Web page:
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Animal Behavior: The Emotions of Animals

By Edited Nov 25, 2015 0 0

Emotional Intensity in Animals

The Emotional Lives of Animals

animal emotions

Whether a few animals feel emotions less or more intensely compared to humans may depend on which emotion is involved. Animals doubtless feel pity for each other, occasionally even passing beyond the species barrier, but it appears unlikely, though not impossible, that they feel it as intricately or as intensely as humans do. For instance, it is doubtful that the dolphins care as much about humans butchering one another as some humans care about the slaughter of dolphins by other humans. Yet this may only be due to the fact they do not have the same access to information that humans do. Maybe they know and have rules of nonintervention in human matters. Perhaps they rightfully are indifferent, or take a longer view.

There are some emotions, on the one hand, that humans might experience less intensely than some animals. A lot of folks have had the feeling, for example, that some animals appear more capable of joy. Among the explanations for the popularity of watching and listening to birds is the joy of hearing birdsongs, which seem to them joyful. As Julian Huxley, describing the courtship of herons winding their long necks together, wrote: "Of this I can only say that it seemed to bring such a pitch of emotion that I could have wished to be a heron that I might experience it."

The strength of emotion in other animals has been a recurrent source of human envy. Joseph Wood Krutch writes: "It is difficult to see how one can deny that the dog, apparently beside himself at the prospect of a walk with his master, is feeling a joy the intensity of which it is beyond our power to think much less to share. In the same manner his dejection can at least seem to be no less bottomless. Maybe the kind of thought of which we're capable dims both at the same time that it causes us less victims of either. Was any man, one wonders, ever as dejected as a lost dog? Probably certain of the animals can be both more elated and more utterly desolate than any man ever was."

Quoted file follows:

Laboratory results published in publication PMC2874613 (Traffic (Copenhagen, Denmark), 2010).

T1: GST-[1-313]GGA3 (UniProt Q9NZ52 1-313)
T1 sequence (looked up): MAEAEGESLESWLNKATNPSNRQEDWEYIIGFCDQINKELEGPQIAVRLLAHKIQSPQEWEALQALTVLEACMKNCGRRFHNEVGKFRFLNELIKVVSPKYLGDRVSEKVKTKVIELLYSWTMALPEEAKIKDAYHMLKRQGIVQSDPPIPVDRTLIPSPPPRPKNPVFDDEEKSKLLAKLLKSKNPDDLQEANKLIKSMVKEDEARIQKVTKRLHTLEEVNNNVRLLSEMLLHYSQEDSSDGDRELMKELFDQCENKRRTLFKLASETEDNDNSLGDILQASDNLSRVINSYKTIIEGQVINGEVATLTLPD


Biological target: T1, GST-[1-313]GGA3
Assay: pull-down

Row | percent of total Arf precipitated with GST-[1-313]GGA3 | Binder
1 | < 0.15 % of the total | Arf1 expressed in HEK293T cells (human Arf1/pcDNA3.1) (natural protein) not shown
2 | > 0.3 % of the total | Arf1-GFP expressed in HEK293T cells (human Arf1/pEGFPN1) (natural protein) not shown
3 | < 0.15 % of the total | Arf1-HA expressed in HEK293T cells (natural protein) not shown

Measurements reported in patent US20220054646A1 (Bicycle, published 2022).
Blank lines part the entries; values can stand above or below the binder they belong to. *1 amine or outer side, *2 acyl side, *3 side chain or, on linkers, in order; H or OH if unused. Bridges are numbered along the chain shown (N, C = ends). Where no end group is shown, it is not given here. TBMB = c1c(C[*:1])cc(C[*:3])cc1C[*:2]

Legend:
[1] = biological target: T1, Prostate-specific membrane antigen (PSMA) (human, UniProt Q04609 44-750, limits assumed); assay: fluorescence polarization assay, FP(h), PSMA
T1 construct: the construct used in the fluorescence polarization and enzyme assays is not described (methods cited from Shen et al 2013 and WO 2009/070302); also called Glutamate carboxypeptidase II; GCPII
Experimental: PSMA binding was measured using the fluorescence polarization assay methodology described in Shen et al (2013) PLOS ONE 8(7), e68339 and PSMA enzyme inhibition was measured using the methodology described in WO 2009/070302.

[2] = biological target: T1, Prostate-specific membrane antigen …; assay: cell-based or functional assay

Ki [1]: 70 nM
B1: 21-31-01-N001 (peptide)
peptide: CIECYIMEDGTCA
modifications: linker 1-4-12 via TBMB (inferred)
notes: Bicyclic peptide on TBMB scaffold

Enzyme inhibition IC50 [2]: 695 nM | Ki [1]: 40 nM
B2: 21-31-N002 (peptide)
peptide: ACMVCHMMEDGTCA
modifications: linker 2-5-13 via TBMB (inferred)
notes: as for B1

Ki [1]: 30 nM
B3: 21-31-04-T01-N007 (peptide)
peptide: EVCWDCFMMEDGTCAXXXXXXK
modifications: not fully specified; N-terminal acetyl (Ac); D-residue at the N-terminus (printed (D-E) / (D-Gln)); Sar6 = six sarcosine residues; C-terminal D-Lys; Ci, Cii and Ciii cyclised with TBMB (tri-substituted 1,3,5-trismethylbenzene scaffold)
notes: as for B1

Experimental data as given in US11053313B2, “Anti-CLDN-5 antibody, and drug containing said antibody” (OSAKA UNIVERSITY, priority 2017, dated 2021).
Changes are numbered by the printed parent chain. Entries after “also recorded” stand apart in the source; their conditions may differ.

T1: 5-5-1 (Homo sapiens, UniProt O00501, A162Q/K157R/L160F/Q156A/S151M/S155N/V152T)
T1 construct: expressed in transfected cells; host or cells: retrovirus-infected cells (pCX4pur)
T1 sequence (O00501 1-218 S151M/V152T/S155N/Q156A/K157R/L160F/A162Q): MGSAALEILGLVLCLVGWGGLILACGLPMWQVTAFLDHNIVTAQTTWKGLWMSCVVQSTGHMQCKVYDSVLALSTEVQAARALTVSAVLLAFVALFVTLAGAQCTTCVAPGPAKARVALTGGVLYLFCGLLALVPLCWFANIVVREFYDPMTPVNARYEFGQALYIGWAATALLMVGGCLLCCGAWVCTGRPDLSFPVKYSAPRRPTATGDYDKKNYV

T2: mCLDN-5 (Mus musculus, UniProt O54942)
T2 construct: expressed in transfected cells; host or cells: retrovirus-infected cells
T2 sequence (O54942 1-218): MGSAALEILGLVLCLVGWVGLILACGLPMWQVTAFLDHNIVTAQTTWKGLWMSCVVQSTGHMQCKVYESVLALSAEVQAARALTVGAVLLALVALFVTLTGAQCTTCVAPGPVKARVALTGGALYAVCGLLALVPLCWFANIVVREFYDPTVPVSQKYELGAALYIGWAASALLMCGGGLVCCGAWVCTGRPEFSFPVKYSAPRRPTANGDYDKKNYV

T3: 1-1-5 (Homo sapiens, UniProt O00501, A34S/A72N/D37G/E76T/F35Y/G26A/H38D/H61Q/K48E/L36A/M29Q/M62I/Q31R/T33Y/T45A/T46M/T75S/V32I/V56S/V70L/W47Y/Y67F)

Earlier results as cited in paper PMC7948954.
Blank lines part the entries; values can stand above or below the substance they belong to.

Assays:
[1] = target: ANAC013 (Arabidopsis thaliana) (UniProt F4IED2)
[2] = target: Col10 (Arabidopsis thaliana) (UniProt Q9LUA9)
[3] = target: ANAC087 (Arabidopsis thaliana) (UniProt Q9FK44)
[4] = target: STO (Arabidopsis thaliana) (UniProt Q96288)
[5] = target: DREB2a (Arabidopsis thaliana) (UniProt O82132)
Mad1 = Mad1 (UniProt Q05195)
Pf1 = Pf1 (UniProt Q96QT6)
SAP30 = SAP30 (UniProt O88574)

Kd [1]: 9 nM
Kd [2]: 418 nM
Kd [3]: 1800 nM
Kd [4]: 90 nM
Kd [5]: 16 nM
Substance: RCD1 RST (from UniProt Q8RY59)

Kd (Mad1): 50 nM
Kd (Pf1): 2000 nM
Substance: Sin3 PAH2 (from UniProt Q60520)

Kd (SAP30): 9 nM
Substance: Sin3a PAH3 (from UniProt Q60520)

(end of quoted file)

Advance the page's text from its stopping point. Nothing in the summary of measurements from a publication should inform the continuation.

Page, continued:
To analyze questions like these it is critical to treat animals as members of their own species. Treating them as either machines or people besmirches them. Recognition of their emotional lives is the first step; discerning their emotional lives are their own and not ours is the next. At the same time, if humans don't have peers as cognitive beings and creatures of elaborate cultures, as emotional beings we're anything but alone. Is there a reason why we must try to comprehend the world of animal emotions, which lives on some intangible plane between the measurable worlds of oxytocin levels in a cat's bloodstream and the cat's purring? Why not desist from hypothesizing the cat's happiness? The answer is that emotions are in a real sense where we live, what we care about. Human life can't be understood without emotions. To leave questions of animal emotion as forever out of reach and imponderable is arbitrary intellectual helplessness.



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